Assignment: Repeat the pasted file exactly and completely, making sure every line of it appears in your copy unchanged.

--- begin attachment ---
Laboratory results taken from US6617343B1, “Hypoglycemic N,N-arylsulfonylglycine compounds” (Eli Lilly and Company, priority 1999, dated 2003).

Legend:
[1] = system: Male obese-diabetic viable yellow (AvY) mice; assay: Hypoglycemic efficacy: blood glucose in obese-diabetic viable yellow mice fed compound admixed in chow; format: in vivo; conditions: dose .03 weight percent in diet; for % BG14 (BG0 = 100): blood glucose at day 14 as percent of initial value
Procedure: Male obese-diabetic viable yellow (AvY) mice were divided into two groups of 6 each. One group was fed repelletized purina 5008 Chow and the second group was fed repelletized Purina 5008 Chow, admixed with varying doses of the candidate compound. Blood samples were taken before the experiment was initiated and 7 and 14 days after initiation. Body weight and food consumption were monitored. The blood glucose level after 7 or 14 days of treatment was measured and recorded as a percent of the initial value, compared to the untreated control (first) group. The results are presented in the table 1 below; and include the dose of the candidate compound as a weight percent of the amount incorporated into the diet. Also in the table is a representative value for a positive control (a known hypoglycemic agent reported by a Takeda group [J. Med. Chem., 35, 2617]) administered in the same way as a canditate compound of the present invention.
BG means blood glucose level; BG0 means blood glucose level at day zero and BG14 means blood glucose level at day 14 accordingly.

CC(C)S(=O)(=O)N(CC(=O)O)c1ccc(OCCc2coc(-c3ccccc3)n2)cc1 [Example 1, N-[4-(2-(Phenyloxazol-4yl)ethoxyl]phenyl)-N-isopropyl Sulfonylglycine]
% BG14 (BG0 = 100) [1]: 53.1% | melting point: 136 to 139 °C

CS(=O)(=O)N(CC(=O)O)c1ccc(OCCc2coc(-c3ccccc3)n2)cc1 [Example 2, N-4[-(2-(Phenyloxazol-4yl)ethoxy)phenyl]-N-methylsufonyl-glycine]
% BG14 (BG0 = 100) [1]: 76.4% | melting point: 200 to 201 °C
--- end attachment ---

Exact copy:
Laboratory results taken from US6617343B1, “Hypoglycemic N,N-arylsulfonylglycine compounds” (Eli Lilly and Company, priority 1999, dated 2003).

Legend:
[1] = system: Male obese-diabetic viable yellow (AvY) mice; assay: Hypoglycemic efficacy: blood glucose in obese-diabetic viable yellow mice fed compound admixed in chow; format: in vivo; conditions: dose .03 weight percent in diet; for % BG14 (BG0 = 100): blood glucose at day 14 as percent of initial value
Procedure: Male obese-diabetic viable yellow (AvY) mice were divided into two groups of 6 each. One group was fed repelletized purina 5008 Chow and the second group was fed repelletized Purina 5008 Chow, admixed with varying doses of the candidate compound. Blood samples were taken before the experiment was initiated and 7 and 14 days after initiation. Body weight and food consumption were monitored. The blood glucose level after 7 or 14 days of treatment was measured and recorded as a percent of the initial value, compared to the untreated control (first) group. The results are presented in the table 1 below; and include the dose of the candidate compound as a weight percent of the amount incorporated into the diet. Also in the table is a representative value for a positive control (a known hypoglycemic agent reported by a Takeda group [J. Med. Chem., 35, 2617]) administered in the same way as a canditate compound of the present invention.
BG means blood glucose level; BG0 means blood glucose level at day zero and BG14 means blood glucose level at day 14 accordingly.

CC(C)S(=O)(=O)N(CC(=O)O)c1ccc(OCCc2coc(-c3ccccc3)n2)cc1 [Example 1, N-[4-(2-(Phenyloxazol-4yl)ethoxyl]phenyl)-N-isopropyl Sulfonylglycine]
% BG14 (BG0 = 100) [1]: 53.1% | melting point: 136 to 139 °C

CS(=O)(=O)N(CC(=O)O)c1ccc(OCCc2coc(-c3ccccc3)n2)cc1 [Example 2, N-4[-(2-(Phenyloxazol-4yl)ethoxy)phenyl]-N-methylsufonyl-glycine]
% BG14 (BG0 = 100) [1]: 76.4% | melting point: 200 to 201 °C